NOTE: Always read the plan benefits carefully as you or your family’s health situation will determine what makes the most sense (and cents). Depending on how much you and your family consume health care, options that may not seem like good options on the surface (whether that’s a high deductible plan or a PPO) may make the most financial sense. Remember to add premiums, deductibles, expected co-pays, and medicine costs to your estimates. Since it’s health care, you should also think through expensive scenarios, like having a baby, surgeries, current and family history of chronic conditions, or contracting COVID and having a protracted hospital stay. (That probably gave you a headache just thinking about the spreadsheet needed to determine that.)

Anyway… in general, the best balance of benefits and cost is found in employer-sponsored group health insurance. Individual plans usually much higher premiums and deductibles, so the goal is to somehow find a way to an employer-sponsored plan. That doesn’t mean employer plans are smooth sailing, but they’re…better. Whether that’s through your former employer (COBRA), your own company (if your state permits it), a PEO or professional association (if you have employees), or university (if you qualify) will depend on your specific situation.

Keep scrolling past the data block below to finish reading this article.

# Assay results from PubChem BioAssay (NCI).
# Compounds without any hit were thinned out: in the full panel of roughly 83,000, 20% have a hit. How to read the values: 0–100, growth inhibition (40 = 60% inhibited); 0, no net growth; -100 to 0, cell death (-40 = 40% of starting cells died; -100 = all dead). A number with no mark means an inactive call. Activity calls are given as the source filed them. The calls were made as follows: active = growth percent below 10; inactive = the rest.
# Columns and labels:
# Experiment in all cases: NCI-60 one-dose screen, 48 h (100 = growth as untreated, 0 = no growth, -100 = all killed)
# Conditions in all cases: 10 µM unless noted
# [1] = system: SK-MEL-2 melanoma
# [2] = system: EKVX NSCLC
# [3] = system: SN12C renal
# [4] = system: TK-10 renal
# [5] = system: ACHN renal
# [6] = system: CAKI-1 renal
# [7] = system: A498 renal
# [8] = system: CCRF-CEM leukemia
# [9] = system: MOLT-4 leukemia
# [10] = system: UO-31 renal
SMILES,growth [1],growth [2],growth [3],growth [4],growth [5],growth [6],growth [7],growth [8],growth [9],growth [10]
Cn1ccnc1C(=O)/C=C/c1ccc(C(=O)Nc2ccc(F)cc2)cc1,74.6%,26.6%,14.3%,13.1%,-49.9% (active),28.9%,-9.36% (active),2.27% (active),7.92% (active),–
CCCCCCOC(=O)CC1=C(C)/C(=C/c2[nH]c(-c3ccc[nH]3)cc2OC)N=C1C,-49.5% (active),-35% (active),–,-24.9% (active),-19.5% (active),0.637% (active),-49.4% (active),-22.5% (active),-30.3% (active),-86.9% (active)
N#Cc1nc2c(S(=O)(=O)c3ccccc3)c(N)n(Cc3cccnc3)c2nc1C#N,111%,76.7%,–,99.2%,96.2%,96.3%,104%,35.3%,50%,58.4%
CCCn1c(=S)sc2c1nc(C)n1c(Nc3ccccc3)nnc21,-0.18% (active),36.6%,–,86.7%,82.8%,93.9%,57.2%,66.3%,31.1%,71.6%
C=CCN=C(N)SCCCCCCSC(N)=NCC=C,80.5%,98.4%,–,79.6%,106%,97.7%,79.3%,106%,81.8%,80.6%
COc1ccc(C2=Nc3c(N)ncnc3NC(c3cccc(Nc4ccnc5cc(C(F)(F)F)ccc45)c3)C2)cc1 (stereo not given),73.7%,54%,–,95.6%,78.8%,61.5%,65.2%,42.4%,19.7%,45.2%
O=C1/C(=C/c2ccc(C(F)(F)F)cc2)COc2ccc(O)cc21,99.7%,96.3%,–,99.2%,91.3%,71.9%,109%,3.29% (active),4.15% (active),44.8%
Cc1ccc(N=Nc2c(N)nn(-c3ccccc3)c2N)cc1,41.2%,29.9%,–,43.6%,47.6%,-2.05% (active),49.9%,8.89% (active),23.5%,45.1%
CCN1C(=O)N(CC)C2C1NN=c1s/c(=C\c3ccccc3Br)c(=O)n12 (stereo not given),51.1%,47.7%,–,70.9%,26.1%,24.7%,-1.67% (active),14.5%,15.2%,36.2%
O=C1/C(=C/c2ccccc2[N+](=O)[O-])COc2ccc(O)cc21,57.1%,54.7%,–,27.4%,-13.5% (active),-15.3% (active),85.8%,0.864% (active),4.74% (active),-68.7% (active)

There may be other options that you could qualify for, like Medicare, Medicaid, CHIP, or state-level programs. You don’t necessarily need to be low-income to qualify for these options. For example, in Massachusetts, a family of 4 can qualify for MassHealth if they make up to 400% of the federal poverty line, which is $104,808. I say this to flag that it’s worth looking into these options even if you are well above the poverty line.

Putting that aside, here are some questions to help you determine which of the options below might work for you:

  • Do you have a spouse?
    • If yes:
      • Do they have a job that offers health insurance?